Tuesday, May 4, 2010

Most Secured VS Cost Effective Security

Have an interesting discussion recently with krag Brotby (editor of the official ISACA CISM review Manual) regarding setting a high baseline and achieving Zero incident. It triggers the thought of Most secured VS Cost effective security.

In Security, most practitioners will try to set a high baseline to achieve zero incident. Getting various security products to protect all possible threats. Many of the times, standard security controls such as Firewall, Anti Virus, etc, were handling 95% of the incidents with about 20% of the total security expenses. The more sophisticated products and solutions such as SIEM, handles the remaining 5% but uses 50% of your total expenses and resource.

Instead of spending so much to handle the minority threats, they can sometime be manage by having a incident handling process to handle the 5% of incidents (which maybe 3 to 5 incidents per year). Majority of the budget and resource could be saved or for better use. It definitely is a good value proposition that will appeals to the management (especially during the economy downturn).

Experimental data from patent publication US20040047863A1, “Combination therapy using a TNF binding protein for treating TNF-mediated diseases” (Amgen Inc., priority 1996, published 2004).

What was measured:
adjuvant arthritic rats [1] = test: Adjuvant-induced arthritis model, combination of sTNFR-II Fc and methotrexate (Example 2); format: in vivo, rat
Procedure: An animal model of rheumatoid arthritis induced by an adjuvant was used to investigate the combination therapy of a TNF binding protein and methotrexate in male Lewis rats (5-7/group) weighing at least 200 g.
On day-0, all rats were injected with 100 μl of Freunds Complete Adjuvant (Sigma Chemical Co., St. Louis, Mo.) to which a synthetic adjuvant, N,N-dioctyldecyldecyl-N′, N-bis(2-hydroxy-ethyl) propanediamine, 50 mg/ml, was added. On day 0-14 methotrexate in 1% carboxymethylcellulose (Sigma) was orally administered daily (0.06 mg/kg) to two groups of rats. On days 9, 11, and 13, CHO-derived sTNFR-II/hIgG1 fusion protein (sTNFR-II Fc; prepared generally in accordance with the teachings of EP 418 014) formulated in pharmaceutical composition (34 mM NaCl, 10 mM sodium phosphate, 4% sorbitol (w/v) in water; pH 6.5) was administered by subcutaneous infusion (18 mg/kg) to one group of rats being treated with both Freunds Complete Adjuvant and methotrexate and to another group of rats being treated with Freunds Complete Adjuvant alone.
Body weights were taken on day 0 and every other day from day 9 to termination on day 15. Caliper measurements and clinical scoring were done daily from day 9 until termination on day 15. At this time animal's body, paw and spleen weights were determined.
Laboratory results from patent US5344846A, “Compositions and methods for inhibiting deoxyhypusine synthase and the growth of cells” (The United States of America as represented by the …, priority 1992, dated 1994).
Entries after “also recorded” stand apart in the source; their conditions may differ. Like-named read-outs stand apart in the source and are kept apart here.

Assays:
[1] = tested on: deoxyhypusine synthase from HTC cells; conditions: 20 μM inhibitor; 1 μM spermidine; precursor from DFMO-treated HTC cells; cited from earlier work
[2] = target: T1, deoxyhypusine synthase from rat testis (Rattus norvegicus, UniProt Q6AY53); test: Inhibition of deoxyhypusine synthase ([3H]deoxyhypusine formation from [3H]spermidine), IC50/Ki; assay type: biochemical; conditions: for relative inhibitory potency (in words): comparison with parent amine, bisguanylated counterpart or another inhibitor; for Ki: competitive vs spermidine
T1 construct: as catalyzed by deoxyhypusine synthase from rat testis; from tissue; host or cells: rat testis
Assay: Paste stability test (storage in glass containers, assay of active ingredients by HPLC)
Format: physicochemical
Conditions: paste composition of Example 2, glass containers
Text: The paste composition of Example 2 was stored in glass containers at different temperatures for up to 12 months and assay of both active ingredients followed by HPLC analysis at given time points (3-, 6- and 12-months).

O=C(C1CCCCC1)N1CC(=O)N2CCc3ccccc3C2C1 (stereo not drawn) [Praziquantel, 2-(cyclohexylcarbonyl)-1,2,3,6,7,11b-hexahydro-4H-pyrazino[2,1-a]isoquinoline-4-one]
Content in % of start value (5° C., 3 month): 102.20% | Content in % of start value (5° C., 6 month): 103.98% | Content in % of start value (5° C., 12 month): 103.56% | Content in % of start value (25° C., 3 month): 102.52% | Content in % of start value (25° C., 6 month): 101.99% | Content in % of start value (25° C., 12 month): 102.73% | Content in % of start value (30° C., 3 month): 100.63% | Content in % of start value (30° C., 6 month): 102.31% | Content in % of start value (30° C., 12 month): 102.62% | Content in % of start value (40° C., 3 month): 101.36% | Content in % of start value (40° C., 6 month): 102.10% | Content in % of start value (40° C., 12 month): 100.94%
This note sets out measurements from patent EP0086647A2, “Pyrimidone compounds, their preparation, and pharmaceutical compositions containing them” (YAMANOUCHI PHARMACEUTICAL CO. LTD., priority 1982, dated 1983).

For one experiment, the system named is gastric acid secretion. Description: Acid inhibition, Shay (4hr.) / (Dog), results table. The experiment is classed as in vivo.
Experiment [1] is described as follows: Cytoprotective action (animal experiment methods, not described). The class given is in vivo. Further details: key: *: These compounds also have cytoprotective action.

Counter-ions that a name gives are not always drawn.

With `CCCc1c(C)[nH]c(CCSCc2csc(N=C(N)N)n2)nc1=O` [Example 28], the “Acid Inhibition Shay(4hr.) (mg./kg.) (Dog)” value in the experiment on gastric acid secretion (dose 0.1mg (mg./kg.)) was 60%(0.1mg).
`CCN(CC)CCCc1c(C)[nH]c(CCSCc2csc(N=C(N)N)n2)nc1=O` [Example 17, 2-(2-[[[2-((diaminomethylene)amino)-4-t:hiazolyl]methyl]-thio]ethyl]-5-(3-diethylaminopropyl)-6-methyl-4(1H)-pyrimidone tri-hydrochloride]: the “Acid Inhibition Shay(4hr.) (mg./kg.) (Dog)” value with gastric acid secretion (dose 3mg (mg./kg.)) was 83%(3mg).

By having zero incident may also have "negative" impact to the management and staff. Management may be too comfortable with the security level and may not increase or may even cut future budget. Security staff may also be complacent on maintaining and improving the current security.

As new security issues emerge constantly, your current security controls will never be enough to maintain zero incident for your organization forever. New threats will be discovered. Additional budget and controls would be needed. Having a few incidents per year could be useful to keep the management and security staff on their toes. Management may also be more acceptable with new threats and staffs are more reactive to new security challenges.

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